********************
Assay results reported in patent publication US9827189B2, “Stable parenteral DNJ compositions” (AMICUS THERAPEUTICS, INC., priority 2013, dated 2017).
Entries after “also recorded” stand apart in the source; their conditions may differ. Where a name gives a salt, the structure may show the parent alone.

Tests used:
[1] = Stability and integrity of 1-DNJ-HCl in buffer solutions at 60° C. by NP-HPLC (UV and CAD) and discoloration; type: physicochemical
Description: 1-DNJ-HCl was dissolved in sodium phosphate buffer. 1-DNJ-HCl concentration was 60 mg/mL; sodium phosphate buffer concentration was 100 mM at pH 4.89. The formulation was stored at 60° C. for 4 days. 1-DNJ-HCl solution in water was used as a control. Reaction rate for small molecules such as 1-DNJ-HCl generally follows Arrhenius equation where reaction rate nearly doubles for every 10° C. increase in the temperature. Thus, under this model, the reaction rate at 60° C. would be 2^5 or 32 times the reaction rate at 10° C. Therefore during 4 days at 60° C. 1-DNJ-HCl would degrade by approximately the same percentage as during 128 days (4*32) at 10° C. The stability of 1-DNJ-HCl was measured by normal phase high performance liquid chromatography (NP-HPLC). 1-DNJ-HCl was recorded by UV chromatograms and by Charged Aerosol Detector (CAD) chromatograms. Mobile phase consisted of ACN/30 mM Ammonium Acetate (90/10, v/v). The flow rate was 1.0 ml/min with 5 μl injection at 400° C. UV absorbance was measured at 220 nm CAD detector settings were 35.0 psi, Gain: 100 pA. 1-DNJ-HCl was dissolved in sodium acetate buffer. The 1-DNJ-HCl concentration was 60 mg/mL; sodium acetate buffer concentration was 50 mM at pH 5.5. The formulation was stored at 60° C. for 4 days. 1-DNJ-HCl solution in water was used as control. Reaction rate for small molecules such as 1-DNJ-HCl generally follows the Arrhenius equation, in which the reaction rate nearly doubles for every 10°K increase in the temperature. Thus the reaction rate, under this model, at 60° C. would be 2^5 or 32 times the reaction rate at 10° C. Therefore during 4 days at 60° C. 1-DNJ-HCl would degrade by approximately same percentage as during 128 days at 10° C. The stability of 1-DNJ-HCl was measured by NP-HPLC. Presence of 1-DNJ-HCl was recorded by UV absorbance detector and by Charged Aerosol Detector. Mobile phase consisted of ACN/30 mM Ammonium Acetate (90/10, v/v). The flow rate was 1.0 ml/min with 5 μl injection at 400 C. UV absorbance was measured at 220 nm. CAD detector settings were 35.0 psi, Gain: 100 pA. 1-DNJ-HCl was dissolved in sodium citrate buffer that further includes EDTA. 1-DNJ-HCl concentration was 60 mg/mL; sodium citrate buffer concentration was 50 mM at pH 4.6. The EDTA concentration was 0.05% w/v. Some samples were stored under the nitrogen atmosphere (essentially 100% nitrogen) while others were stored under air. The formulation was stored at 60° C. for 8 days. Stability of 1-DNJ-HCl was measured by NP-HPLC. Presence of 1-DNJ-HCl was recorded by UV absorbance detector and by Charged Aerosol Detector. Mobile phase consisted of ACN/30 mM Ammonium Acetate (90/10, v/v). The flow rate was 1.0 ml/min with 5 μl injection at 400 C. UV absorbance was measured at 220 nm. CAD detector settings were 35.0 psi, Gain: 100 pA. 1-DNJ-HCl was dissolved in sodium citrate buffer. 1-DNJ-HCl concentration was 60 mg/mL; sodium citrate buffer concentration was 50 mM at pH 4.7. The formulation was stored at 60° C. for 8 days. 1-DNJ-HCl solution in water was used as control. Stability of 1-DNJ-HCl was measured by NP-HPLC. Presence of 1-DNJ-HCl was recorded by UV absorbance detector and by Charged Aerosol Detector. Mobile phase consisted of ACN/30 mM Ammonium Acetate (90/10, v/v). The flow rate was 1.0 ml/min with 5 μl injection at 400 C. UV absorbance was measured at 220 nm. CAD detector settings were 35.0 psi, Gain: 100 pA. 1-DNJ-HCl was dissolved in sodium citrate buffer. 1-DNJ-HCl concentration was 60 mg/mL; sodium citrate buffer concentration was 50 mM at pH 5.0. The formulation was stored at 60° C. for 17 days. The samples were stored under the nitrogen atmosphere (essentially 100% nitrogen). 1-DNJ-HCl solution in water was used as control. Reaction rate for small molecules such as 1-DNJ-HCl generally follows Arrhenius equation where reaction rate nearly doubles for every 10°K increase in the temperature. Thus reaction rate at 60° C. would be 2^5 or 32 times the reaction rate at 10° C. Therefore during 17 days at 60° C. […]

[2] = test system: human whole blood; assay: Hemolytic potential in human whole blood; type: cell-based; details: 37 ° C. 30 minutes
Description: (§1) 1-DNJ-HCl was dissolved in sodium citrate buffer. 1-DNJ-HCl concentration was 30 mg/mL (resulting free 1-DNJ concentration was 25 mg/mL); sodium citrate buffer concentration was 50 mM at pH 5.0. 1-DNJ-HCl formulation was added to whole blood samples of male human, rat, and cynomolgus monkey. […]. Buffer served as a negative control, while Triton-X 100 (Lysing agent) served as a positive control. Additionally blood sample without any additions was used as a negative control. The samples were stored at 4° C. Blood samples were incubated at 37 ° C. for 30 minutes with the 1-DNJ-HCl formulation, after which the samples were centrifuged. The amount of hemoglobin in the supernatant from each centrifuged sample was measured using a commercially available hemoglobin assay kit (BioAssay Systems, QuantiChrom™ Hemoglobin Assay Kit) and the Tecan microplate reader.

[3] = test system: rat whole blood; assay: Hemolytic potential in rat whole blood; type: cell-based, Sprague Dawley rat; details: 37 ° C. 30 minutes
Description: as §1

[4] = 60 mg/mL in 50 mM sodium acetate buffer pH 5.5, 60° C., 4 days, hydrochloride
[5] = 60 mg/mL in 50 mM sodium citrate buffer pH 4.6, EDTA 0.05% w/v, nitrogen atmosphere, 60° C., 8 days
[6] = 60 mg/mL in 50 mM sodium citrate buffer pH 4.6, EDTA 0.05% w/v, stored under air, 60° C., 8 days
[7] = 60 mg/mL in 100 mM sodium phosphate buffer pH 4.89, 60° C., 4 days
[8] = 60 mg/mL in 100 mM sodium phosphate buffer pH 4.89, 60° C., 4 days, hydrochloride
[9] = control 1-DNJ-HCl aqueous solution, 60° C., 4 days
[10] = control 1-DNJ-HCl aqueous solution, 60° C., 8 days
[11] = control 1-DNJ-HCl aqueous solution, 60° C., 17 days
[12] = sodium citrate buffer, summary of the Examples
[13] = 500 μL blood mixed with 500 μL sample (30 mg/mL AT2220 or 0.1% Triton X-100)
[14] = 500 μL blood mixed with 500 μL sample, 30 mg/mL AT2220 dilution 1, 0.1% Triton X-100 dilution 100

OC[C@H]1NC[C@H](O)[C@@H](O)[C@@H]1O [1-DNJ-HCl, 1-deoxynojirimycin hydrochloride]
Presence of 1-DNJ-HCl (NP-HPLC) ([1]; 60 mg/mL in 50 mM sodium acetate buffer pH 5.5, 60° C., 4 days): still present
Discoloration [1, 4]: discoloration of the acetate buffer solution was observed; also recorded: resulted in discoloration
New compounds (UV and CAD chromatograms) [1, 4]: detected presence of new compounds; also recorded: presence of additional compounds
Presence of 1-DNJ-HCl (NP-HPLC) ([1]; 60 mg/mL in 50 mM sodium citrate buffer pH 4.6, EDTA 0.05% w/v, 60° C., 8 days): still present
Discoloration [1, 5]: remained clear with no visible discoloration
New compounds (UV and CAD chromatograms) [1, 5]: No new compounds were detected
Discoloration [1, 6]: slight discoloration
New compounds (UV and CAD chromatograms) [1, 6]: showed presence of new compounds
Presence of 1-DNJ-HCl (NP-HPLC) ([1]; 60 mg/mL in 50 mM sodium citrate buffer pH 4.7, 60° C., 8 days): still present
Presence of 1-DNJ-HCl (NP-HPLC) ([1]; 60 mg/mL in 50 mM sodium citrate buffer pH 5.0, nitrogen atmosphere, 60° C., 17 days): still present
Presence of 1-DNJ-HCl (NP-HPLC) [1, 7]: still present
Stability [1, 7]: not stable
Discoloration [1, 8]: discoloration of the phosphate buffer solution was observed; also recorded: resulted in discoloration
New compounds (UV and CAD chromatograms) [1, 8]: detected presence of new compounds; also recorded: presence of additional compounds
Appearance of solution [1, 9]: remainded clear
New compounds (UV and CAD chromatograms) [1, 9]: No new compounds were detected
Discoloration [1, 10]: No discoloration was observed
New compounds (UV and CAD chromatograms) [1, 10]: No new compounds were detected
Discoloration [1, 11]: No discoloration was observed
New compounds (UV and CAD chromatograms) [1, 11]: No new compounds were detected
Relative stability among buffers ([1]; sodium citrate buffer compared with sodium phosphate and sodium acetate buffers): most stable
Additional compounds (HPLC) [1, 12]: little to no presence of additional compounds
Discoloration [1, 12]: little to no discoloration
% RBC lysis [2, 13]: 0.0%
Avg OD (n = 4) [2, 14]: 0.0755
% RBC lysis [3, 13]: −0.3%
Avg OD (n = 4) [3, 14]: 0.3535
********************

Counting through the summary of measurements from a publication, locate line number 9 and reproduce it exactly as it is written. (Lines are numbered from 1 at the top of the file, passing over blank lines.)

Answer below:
Description: as §1